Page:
NNPC, stakeholders consider local technology to aid divestment, energy transition
Nigerian National Petroleum Company (NNPC) Limited, Petroleum Training Institute (PTI) and other stakeholders are considering locally-made technology to mitigate climate change and growing divestment in the nation’s oil and gas sector.
Funding for fossil fuels is under attack, as financial institutions are no longer willing to finance projects that trigger climate change challenges. Countries like Nigeria, which dominantly rely on oil and gas, are, therefore, in trouble, even as International Oil Companies (IOCs) operating in the country are drastically divesting.
Speaking at the PTI’s 50th anniversary in Abuja, Group Chief Executive Officer of NNPC, Mele Kyari, stated that unless the industry collaborates in terms of technological development, solving the country’s high energy cost and poverty would remain a mirage.
Kyari, who was urging industry players to finance the development of local technologies, noted that pervasive oil theft in the country could also be addressed with in-country technological solutions.
Acknowledging the rapid changes in the energy sector globally, the NNPC boss feared the country could be left behind without strategic plan to respond to the dynamics, stressing that Nigeria needed cleaner energy like methanol.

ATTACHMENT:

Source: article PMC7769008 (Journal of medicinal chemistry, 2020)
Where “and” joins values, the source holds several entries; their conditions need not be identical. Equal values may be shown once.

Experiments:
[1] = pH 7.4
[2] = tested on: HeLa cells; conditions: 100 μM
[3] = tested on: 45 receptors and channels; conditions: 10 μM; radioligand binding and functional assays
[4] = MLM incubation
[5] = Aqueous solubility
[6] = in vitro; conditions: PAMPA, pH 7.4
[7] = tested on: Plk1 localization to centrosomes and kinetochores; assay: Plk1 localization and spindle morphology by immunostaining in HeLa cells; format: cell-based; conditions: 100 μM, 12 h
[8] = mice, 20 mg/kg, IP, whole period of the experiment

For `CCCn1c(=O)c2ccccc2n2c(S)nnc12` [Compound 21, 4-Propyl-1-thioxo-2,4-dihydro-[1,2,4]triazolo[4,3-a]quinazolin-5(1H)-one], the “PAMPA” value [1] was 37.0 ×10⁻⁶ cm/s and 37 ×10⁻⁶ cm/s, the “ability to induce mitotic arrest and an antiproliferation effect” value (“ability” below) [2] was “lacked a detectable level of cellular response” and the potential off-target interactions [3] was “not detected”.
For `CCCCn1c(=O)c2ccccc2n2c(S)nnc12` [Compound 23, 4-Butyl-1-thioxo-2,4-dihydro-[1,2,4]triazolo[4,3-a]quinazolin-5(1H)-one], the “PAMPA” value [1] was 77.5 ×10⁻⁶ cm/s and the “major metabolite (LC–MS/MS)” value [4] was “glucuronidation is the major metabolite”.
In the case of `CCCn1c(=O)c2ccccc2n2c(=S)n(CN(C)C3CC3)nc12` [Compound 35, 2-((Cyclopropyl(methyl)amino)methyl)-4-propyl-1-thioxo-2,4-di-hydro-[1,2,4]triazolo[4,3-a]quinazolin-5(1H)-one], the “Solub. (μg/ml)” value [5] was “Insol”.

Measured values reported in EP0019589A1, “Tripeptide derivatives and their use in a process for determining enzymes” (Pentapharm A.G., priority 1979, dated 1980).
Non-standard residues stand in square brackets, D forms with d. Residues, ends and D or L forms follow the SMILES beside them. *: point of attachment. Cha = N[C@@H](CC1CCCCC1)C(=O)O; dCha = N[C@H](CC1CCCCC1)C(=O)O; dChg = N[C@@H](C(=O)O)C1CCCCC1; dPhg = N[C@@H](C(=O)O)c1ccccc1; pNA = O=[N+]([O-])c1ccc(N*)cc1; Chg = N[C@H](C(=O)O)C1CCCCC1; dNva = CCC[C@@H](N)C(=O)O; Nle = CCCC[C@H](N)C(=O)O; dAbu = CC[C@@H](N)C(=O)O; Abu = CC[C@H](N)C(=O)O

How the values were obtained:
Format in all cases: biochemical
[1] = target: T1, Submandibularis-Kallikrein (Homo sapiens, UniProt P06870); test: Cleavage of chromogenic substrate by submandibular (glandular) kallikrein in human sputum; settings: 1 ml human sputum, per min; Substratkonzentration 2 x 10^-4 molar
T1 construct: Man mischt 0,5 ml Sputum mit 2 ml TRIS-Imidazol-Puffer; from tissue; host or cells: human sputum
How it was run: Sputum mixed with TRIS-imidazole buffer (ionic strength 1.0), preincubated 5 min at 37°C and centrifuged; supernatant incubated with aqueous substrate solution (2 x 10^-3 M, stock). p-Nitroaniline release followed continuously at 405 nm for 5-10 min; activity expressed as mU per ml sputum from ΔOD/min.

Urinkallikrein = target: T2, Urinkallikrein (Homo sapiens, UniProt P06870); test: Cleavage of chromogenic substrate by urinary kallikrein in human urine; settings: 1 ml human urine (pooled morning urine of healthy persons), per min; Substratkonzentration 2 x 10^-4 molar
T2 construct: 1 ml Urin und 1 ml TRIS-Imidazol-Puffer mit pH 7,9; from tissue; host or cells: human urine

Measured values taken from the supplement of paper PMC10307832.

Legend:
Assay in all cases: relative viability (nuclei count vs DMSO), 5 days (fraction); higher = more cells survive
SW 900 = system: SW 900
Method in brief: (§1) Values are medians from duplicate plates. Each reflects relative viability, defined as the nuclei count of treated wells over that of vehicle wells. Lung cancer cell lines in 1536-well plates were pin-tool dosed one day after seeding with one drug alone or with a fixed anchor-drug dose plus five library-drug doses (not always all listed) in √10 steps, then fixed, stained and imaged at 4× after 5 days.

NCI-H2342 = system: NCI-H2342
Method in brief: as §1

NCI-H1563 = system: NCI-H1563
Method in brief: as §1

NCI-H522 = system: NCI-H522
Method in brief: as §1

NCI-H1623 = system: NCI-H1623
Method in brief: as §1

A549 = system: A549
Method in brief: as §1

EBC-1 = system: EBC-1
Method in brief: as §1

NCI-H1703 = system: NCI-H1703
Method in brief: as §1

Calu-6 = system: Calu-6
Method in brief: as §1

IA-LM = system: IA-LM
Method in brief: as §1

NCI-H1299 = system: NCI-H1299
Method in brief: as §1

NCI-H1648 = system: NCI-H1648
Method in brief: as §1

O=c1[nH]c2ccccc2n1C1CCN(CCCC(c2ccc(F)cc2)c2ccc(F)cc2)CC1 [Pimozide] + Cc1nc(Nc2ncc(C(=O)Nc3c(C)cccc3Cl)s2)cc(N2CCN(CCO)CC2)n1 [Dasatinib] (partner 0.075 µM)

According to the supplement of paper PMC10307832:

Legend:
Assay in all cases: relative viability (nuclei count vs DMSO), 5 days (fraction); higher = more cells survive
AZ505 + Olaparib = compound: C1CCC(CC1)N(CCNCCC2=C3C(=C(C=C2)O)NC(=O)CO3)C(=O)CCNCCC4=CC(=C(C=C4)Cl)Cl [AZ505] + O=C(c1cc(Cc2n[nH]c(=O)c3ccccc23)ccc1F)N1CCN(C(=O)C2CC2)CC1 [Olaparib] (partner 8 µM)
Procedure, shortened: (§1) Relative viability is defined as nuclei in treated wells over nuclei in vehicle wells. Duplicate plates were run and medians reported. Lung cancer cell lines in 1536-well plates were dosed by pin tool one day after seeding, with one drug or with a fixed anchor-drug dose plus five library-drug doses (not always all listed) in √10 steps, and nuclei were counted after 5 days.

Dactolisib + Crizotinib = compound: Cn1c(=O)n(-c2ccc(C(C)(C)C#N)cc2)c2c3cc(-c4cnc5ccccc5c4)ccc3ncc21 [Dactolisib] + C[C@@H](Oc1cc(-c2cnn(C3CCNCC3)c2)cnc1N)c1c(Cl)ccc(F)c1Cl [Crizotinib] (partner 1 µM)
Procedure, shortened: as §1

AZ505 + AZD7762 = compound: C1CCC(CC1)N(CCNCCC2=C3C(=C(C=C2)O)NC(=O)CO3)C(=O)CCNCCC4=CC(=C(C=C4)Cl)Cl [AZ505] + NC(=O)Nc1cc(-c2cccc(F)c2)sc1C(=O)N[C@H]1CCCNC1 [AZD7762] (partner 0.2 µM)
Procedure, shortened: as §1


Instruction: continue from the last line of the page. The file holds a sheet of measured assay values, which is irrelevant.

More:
Kyari said as much as the country needs to harness existing natural resources, it remained sacrosanct to reduce carbon emissions.
He submitted: “More than anything, we must deliver energy to our people. It is very sad not just in this country, but the whole of Sub Saharan African countries, we must therefore turn to innovation and technology.
“Apart from oil, the country needs chemicals, ammonia, methanol and so on.”
Kyari said shifting into technology big would create efficiency besides Nigeria getting value and catching up with opportunities.
He stressed that an industry-wide collaboration was necessary to progress in the oil sector, adding that there must be deliberate focus on research and innovation.
Principal/Chief Executive, PTI, Dr. Henry Adimula, maintained that Africa must not hasten to abandon fossil fuel, but should strive to deepen research and development of local technologies to maximise exploitation and benefits of oil and gas endowments.
He said the country needs to achieve some independence in the design and production of technology for the oil industry, as well as alternative and renewable energy sources and off grid solar contraptions in anticipation of the global energy transitions.